A sermon for the Second Sunday after Christmas
January 3, 2016
Trinity Church of Morrisania, Bronx, New York
Joseph got up, took the child and his mother by night, and went to Egypt.
Today is the tenth day of Christmas, the church’s annual festival of the Incarnation. It is the Second Sunday after Christmas. Each year, we focus on something in Jesus’ life that happened after his birth. It also has a beautiful collect, that sums up our calling as Christians:
O God, who wonderfully created, and yet more wonderfully restored, the dignity of human nature: Grant that we may share the divine life of him who humbled himself to share our humanity, your Son Jesus Christ; who lives and reigns with you, in the unity of the Holy Spirit, one God, for ever and ever.
When I think about dignity, or a person of dignity, I usually envision someone strong, calm, confident. A person who has earned the respect of others and who gets it. So it is sort of ironic that the Gospel lesson is basically about a young couple that throws their belongings into the back of an old Chevy and jumps in the car with their kid and heads south, out of town.
Of course the pictures always show them with a donkey or burro, and Mary wearing a blue cloak and veil, but for those of us who didn’t grow up in the deserts of Palestine with limited means of transportation, it’s better to think of a beat-up old car, than a picturesque ride through the wilderness. Heading out of town at midnight with just what you can throw together is something that happens, particularly to young people with limited resources—jobs are lost, rent is due, family elsewhere is in need, or … perhaps there is a war in your country, or crops are failing. In any of these cases, this sudden flight does not feel very dignified to those who have to flee, and usually people looking at them don’t regard them as having dignity, and seldom do they give respect to the refugees.
So Joseph and Mary and their toddler were refugees in a foreign country. They had no real rights, and no security. When they returned, they didn’t go back to Bethlehem, which was basically out in the suburbs of the big city of Jerusalem, they went way upstate, to a little no-account country town called Nazareth, because Joseph was warned in a dream that there was still danger for them in Judea.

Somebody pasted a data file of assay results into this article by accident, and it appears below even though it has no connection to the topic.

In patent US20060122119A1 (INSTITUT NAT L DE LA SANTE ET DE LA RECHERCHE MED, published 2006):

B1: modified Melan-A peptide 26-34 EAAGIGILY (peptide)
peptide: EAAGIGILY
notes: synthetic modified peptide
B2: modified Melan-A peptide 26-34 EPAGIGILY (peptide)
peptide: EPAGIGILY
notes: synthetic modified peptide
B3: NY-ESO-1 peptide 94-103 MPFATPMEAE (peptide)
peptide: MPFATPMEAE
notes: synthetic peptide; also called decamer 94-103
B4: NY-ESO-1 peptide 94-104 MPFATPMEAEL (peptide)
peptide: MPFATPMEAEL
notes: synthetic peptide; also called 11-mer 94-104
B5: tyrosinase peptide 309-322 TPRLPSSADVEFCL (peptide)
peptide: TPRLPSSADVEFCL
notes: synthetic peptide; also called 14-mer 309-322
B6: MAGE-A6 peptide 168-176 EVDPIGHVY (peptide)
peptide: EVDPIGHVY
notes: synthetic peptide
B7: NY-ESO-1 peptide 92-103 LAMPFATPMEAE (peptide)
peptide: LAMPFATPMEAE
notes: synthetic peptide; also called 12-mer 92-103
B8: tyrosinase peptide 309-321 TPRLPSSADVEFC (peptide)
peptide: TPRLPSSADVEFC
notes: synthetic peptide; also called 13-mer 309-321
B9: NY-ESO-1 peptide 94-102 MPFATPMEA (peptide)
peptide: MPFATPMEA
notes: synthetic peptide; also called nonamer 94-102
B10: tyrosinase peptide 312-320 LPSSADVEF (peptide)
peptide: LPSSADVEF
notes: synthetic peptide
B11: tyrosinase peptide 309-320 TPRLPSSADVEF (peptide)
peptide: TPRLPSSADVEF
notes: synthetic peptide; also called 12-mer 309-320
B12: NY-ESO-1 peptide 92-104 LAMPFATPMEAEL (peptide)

That little toddler, Jesus, lived an early life that was not so much different from that of many children in this world and this country. He had loving parents, but security and stability were not theirs to give. And we look around, and many people, including many people who proudly proclaim themselves to be Christians, refuse to regard those children and those parents as having dignity that must be respected.
Nowadays, it seems as if people think that it is wealth or power or influence that are what gives people dignity. But the Gospels make clear that it is God that confers dignity on human beings. And he came as a baby in the most humble of circumstances, to parents who weren’t even sure they could afford enough gas to get that Chevy to Egypt. Yet is was to him that the sages from the farthest corners of the world brought gifts, signifying their respect for his dignity and the overwhelming grandeur of God’s gift to us.
The Collect begins: “O God, who wonderfully created, and yet more wonderfully restored, the dignity of human nature”—the dignity of human nature is created by God—and if we pay attention, even when dignity has been torn down by our lack of respect for the dignity of God’s creation—it is restored, not by our niceness, or the benevolence of human beings—but by God’s action in that most unexpected of places: a child, born of humble and hard-pressed parents, who lived a blameless life, but was executed as a criminal because he was courageous and lived the truth for all of us.
In the service of baptism, we are all asked this question: “Will you strive for justice and peace among all people, and respect the dignity of every human being?” In that, we follow Jesus. We receive dignity from God by acknowledging that God has bestowed that dignity on others.
Jesus was a refugee in this world from a very early age. In some sense even at his birth, his family were refugees. He came from a powerless family and throughout his life, his only power was the love of God. It is in that power that we live, in the abundance of God’s love. The riches that give life are those of God’s love, his power to bring forth the dignity of every person.
As the prophet Jeremiah has told us today:
The Lord has ransomed Jacob, and has redeemed him from hands too strong for him. … Then shall the young women rejoice in the dance and the young men and the old shall be merry. I will turn their mourning into joy. I will comfort them, and give them gladness for sorrow.
Merry Christmas and a blessed New Year.